In Webster v. Reed, 11 Howard, 437, the defendant offered to defeat the force of a judgment by showing want of service, and it was held it could be done.
In Starbuck v. Murray, 5 Wend. 148, it is said : “Unless a court has jurisdiction, it can never make a record which imports uncontrollable verity to the party over whom it has usurped jurisdiction, and he ought not therefore to be estopped by any allegation in the record from proving any fact that goes to establish the truth of the plea alleging want of jurisdiction. So long as the question is in issue, the judgment of a court of another state is, in effect, like a foreign judgment - it is prima facie evidence.”
From a careful review of numerous cases, we find the rule now well settled that neither the constitutional provision, that full faith and credit shall be given in each state to the public acts, records, and judicial proceedings of every other state, nor the act of Congress passed in pursuance thereof, prevents an inquiry into the jurisdiction of the court in which a judgment offered in evidence was rendered, and such a judgment may be contradicted as to the facts necessary to give the court jurisdiction, and if it be shown that such facts did not exist, the record will be a nullity, notwithstanding it may recite that they did exist, and this is true either as to the subject matter or the person, or in proceedings in rem as to the thing. Harris v. Hardiman et al. 14 Howard S. C. 334 ; Borden v. Filch, 15 Johns. 141; Christmas v. Russell, 5 Wallace, 290; Elliot v. Piersol et al. 1 Pet. 328; United States v. Arredondo, 6 Pet. 691 ; Vorhees v. Bank Vol. IV.)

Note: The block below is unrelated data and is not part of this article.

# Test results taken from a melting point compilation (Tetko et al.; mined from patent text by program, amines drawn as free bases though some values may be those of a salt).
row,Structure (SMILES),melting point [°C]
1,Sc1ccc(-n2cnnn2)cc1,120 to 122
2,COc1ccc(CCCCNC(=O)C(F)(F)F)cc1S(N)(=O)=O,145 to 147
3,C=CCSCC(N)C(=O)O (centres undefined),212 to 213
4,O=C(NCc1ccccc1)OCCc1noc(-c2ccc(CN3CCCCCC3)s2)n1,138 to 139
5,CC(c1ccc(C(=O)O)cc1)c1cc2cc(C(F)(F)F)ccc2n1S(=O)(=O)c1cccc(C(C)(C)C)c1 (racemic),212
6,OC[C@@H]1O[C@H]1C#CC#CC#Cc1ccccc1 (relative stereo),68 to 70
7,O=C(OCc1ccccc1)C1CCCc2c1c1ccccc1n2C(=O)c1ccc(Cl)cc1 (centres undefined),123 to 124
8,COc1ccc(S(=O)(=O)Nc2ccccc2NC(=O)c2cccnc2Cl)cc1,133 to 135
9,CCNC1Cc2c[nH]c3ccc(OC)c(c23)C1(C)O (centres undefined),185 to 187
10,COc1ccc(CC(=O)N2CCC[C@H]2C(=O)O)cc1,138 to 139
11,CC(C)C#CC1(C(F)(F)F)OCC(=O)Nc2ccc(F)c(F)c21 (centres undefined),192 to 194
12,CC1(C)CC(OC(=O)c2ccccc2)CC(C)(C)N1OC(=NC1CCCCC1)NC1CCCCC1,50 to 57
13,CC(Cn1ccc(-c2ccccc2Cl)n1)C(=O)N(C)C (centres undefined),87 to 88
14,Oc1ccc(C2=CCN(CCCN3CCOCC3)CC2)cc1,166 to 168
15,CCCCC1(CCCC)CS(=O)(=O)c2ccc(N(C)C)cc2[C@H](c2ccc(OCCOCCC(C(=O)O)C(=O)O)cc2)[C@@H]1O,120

PENNywit v. FOOTE.